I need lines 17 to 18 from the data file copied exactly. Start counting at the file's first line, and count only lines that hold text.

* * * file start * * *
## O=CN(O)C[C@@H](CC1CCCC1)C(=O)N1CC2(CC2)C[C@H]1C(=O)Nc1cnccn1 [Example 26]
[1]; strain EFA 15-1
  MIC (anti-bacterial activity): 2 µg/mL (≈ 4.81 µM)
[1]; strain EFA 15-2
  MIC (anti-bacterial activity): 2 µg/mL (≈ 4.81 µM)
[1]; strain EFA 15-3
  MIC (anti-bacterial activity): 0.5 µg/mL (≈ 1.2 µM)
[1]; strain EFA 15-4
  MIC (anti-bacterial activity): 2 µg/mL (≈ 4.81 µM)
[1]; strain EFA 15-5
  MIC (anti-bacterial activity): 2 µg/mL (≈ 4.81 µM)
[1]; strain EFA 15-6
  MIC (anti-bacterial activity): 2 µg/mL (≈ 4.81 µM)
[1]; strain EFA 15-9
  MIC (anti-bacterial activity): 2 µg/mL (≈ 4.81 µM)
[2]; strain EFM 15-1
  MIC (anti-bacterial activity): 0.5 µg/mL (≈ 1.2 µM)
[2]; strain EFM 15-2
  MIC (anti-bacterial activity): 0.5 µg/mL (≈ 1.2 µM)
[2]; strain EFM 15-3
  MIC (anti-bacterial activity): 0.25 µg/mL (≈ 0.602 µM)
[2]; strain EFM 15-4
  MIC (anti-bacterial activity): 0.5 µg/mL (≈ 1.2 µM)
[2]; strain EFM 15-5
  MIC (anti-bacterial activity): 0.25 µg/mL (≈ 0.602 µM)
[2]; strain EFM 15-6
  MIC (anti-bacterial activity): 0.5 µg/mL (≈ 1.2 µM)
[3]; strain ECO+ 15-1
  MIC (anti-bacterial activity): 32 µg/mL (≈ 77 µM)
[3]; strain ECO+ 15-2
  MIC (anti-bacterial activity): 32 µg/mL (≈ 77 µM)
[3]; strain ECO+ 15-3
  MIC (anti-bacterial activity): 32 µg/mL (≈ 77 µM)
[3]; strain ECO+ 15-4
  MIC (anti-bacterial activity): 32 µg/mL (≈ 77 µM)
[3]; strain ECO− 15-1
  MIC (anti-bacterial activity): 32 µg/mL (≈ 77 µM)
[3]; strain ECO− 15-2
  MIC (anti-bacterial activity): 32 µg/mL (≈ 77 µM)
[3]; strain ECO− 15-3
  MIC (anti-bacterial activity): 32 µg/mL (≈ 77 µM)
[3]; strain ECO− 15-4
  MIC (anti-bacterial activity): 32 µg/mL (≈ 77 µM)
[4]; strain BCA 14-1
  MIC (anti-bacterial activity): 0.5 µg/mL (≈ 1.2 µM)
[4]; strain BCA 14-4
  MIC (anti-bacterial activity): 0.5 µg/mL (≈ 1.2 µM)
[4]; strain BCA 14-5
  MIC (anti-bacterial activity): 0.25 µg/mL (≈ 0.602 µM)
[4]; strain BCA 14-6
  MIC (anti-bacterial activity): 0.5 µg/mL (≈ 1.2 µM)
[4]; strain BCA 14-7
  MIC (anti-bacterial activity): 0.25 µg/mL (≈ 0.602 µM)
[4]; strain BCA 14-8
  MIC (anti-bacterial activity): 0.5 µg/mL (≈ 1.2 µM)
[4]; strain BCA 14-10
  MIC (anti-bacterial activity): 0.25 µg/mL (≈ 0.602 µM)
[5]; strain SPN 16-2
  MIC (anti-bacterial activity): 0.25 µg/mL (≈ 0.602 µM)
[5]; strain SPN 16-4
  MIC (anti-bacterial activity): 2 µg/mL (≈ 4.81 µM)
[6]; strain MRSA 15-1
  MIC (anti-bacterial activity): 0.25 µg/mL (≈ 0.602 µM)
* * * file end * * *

  MIC (anti-bacterial activity): 0.5 µg/mL (≈ 1.2 µM)
[2]; strain EFM 15-2